China. Circa: Qing, 19th century
H 9 in.(23cm), W 3.25 in.(8cm), D 3.5
: minor loss, overall very good!
youthful Dharmapala holding a seal and a gold piece, wearing a elaborate warrior
armor striding triumphantly in forward movement. He appears to be the Taoist God
of Wealth Sudhana, whose origin owes to the Buddhist tradition as the acolyte
of Avalokiteshvara (Chinese: Quan Yin). Despite the chip found on the seal in
his right hand and minor wear due to its age, the little carving is radiate with
statue is exquisitely carved from a single block of camphor wood, using an unique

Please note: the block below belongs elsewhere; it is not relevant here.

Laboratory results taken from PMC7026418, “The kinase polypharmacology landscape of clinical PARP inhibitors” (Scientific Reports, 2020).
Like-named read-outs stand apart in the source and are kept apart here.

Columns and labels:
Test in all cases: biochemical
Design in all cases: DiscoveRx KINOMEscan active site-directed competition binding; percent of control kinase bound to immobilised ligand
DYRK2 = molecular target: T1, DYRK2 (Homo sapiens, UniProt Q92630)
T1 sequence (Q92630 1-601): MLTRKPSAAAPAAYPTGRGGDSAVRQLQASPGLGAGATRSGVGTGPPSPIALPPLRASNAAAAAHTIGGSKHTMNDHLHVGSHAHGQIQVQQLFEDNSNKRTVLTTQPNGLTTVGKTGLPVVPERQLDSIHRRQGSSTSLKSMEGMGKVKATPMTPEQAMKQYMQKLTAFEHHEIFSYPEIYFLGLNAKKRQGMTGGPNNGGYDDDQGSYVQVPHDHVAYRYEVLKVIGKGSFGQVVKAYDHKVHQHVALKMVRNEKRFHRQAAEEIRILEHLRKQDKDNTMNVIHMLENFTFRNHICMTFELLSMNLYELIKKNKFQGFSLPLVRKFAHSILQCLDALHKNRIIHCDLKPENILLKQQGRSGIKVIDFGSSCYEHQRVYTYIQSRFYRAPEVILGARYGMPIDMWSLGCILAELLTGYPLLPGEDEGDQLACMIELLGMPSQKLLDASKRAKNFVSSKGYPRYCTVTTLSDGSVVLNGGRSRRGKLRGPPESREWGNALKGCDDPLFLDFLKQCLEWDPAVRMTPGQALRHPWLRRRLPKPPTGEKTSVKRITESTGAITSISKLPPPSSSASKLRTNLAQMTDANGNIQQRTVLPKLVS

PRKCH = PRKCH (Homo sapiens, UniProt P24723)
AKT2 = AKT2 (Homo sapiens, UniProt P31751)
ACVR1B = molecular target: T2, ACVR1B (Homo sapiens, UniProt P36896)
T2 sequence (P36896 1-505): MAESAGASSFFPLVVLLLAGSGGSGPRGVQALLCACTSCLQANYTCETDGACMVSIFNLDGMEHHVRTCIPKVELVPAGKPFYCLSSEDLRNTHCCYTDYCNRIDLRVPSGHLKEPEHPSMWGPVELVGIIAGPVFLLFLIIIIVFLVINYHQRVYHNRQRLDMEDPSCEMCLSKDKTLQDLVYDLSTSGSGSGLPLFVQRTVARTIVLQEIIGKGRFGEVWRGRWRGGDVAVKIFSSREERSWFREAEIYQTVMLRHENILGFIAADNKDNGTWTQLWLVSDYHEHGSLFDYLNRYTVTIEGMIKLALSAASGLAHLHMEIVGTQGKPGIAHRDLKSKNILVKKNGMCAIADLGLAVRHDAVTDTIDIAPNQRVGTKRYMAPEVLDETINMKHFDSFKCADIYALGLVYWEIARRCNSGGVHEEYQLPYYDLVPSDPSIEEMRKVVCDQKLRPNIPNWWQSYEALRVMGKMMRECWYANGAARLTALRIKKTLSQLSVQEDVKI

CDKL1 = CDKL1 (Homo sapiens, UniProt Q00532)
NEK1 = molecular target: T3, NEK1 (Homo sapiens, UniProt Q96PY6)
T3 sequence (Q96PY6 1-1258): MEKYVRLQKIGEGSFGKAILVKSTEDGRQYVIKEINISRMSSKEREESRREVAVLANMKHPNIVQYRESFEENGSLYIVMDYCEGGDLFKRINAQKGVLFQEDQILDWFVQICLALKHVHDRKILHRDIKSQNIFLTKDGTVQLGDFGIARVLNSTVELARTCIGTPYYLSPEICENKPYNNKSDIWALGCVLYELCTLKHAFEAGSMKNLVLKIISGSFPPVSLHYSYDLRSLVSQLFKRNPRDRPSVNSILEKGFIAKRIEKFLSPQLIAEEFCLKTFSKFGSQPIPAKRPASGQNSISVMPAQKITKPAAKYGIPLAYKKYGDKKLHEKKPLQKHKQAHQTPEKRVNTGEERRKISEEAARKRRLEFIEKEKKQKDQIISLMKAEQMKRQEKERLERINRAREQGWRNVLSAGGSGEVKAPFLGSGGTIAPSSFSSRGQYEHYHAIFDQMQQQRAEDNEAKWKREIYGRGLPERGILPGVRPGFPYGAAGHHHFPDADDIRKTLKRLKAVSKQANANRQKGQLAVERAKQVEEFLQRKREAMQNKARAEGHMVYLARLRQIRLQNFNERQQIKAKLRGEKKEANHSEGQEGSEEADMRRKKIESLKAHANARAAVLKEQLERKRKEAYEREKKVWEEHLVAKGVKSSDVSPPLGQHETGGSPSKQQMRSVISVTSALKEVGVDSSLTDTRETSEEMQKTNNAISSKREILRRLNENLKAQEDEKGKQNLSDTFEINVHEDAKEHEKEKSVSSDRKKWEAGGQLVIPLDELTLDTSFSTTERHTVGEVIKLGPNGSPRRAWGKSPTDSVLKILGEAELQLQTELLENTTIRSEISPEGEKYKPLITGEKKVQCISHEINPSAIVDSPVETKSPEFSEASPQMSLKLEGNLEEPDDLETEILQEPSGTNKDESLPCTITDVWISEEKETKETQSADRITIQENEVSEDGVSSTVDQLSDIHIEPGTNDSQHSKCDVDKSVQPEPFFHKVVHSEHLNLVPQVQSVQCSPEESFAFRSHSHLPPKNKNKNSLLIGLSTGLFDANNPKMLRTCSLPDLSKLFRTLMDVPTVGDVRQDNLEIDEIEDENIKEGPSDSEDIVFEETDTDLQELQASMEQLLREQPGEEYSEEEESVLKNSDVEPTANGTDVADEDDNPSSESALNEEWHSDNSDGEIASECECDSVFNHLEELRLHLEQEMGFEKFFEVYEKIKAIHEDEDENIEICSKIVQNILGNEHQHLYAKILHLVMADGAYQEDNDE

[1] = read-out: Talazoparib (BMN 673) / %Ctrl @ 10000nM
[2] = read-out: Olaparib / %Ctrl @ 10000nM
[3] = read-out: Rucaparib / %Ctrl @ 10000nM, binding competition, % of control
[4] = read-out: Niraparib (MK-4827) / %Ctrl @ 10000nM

Chinese formula of gesso and sawdust mixture, it is meticulously detailed with
ultra fine embossed motifs, and ornamental jewel chains that festoon the edges
of her robes. The application of lacquer; completed with layers of and polychrome
and gold leaf finishing created an effect reminiscent of gilded bronze sculpture.
The elaborate artistry is the hallmark of statues created for home shrine in the
Qing eras (1644-1911 AD).
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